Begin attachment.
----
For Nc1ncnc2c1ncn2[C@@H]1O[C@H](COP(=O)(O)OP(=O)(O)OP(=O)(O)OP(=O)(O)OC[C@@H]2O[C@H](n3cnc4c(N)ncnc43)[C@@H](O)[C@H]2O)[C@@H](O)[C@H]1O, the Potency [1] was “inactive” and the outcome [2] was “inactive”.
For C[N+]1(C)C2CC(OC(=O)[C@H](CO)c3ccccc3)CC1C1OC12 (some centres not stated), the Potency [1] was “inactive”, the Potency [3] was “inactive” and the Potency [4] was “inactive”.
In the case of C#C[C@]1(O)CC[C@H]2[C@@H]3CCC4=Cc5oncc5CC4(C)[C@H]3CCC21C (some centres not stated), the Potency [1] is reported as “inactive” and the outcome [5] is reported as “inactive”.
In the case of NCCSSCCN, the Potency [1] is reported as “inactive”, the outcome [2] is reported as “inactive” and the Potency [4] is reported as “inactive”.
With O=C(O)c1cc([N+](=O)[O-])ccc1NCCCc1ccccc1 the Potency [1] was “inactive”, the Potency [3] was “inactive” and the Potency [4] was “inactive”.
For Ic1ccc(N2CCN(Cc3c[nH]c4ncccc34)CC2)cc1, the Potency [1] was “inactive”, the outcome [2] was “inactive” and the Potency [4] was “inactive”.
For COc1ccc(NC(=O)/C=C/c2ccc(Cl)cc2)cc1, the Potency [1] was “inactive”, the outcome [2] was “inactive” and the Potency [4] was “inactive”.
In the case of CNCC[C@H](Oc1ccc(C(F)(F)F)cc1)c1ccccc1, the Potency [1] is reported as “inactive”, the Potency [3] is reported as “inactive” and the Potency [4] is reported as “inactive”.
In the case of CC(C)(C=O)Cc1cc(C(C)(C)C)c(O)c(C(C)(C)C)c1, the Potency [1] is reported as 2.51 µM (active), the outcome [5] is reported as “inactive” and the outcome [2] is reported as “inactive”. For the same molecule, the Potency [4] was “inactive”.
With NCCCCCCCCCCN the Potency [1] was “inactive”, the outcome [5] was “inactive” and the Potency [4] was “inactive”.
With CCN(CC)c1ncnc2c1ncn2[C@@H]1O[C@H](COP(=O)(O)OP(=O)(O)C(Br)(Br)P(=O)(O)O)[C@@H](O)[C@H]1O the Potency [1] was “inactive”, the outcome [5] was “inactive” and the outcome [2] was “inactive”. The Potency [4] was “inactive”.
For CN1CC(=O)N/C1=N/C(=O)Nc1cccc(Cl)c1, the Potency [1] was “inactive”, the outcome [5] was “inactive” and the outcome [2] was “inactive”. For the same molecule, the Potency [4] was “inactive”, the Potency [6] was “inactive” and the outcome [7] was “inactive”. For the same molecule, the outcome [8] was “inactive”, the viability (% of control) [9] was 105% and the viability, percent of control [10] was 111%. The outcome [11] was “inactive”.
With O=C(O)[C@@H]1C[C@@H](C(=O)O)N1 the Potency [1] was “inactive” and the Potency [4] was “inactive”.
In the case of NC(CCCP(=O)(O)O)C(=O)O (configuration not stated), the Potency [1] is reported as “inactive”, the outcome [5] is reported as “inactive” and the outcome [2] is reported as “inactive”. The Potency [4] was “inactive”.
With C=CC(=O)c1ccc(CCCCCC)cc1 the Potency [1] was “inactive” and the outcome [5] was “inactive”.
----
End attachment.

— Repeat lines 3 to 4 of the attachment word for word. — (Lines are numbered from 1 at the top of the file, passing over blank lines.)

In the case of C#C[C@]1(O)CC[C@H]2[C@@H]3CCC4=Cc5oncc5CC4(C)[C@H]3CCC21C (some centres not stated), the Potency [1] is reported as “inactive” and the outcome [5] is reported as “inactive”.
In the case of NCCSSCCN, the Potency [1] is reported as “inactive”, the outcome [2] is reported as “inactive” and the Potency [4] is reported as “inactive”.